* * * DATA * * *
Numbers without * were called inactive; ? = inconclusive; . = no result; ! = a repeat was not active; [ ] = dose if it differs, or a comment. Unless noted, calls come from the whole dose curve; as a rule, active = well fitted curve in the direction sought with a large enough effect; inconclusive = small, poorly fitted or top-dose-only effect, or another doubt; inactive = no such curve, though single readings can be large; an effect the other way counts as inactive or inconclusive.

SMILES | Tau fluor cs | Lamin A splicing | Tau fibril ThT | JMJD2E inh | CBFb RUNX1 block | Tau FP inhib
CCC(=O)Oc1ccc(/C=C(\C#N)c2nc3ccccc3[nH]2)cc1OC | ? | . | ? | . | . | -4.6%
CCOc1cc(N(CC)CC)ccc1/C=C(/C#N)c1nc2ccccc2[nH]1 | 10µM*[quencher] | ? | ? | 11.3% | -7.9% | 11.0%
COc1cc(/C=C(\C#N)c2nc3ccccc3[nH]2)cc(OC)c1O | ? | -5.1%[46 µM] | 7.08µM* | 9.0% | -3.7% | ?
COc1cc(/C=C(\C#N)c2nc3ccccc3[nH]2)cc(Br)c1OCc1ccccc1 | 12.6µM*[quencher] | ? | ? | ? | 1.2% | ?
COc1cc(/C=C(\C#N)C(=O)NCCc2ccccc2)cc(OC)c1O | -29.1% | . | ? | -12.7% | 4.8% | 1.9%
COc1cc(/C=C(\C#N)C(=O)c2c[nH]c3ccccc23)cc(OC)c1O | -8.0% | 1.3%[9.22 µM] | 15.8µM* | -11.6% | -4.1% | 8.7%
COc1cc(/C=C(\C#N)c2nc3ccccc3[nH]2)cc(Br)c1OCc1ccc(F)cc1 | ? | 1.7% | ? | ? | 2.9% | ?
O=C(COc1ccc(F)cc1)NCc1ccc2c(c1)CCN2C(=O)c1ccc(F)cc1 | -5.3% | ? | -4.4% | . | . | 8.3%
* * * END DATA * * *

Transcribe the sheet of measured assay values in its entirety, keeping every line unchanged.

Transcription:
Numbers without * were called inactive; ? = inconclusive; . = no result; ! = a repeat was not active; [ ] = dose if it differs, or a comment. Unless noted, calls come from the whole dose curve; as a rule, active = well fitted curve in the direction sought with a large enough effect; inconclusive = small, poorly fitted or top-dose-only effect, or another doubt; inactive = no such curve, though single readings can be large; an effect the other way counts as inactive or inconclusive.

SMILES | Tau fluor cs | Lamin A splicing | Tau fibril ThT | JMJD2E inh | CBFb RUNX1 block | Tau FP inhib
CCC(=O)Oc1ccc(/C=C(\C#N)c2nc3ccccc3[nH]2)cc1OC | ? | . | ? | . | . | -4.6%
CCOc1cc(N(CC)CC)ccc1/C=C(/C#N)c1nc2ccccc2[nH]1 | 10µM*[quencher] | ? | ? | 11.3% | -7.9% | 11.0%
COc1cc(/C=C(\C#N)c2nc3ccccc3[nH]2)cc(OC)c1O | ? | -5.1%[46 µM] | 7.08µM* | 9.0% | -3.7% | ?
COc1cc(/C=C(\C#N)c2nc3ccccc3[nH]2)cc(Br)c1OCc1ccccc1 | 12.6µM*[quencher] | ? | ? | ? | 1.2% | ?
COc1cc(/C=C(\C#N)C(=O)NCCc2ccccc2)cc(OC)c1O | -29.1% | . | ? | -12.7% | 4.8% | 1.9%
COc1cc(/C=C(\C#N)C(=O)c2c[nH]c3ccccc23)cc(OC)c1O | -8.0% | 1.3%[9.22 µM] | 15.8µM* | -11.6% | -4.1% | 8.7%
COc1cc(/C=C(\C#N)c2nc3ccccc3[nH]2)cc(Br)c1OCc1ccc(F)cc1 | ? | 1.7% | ? | ? | 2.9% | ?
O=C(COc1ccc(F)cc1)NCc1ccc2c(c1)CCN2C(=O)c1ccc(F)cc1 | -5.3% | ? | -4.4% | . | . | 8.3%